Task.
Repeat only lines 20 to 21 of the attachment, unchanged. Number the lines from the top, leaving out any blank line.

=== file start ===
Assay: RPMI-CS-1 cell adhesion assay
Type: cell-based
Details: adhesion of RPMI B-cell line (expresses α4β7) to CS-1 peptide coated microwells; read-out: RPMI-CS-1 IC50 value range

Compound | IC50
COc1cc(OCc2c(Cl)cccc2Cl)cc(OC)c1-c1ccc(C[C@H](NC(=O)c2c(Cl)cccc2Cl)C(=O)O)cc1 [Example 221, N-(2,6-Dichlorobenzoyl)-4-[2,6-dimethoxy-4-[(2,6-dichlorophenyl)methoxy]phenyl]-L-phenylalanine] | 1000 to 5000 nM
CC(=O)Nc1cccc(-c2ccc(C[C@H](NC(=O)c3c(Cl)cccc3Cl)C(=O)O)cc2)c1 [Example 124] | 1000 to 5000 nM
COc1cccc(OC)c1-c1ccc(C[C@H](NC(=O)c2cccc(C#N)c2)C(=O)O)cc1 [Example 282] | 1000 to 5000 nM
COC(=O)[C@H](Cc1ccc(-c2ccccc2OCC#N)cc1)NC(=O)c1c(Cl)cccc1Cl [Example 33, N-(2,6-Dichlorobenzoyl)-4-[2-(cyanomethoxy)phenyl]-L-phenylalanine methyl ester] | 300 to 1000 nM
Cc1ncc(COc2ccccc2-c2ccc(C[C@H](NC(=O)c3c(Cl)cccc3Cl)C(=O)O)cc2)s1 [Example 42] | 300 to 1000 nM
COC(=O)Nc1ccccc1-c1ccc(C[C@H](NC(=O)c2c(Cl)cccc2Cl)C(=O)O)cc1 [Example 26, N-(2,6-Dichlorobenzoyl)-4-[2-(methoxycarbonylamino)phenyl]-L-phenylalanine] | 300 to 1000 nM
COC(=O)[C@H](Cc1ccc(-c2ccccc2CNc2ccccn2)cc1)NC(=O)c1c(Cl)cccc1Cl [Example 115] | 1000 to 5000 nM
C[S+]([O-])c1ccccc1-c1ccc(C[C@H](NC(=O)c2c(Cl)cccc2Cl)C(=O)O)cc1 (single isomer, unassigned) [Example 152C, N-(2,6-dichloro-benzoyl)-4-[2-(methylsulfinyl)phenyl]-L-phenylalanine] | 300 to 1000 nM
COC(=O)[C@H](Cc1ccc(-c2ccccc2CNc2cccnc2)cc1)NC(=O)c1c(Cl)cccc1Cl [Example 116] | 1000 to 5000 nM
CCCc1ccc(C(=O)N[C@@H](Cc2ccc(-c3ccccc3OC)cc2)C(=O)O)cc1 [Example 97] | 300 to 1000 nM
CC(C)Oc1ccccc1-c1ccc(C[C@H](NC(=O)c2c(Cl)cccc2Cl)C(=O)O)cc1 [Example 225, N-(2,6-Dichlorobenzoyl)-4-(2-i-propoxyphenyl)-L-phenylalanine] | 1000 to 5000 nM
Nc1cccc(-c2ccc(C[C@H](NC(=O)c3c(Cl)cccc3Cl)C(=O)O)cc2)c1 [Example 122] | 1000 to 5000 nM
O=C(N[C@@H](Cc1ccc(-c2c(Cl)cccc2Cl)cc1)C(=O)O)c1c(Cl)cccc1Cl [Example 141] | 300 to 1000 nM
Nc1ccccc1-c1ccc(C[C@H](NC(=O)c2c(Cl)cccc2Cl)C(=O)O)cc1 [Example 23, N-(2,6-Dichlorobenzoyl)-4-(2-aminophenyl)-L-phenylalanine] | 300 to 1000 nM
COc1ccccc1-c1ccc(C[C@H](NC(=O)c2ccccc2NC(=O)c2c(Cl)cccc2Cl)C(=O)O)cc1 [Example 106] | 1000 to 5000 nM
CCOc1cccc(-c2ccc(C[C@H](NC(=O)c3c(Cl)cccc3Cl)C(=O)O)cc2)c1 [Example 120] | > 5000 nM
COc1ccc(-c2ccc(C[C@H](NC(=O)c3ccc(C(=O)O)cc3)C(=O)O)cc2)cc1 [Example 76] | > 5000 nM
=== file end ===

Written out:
CCOc1cccc(-c2ccc(C[C@H](NC(=O)c3c(Cl)cccc3Cl)C(=O)O)cc2)c1 [Example 120] | > 5000 nM
COc1ccc(-c2ccc(C[C@H](NC(=O)c3ccc(C(=O)O)cc3)C(=O)O)cc2)cc1 [Example 76] | > 5000 nM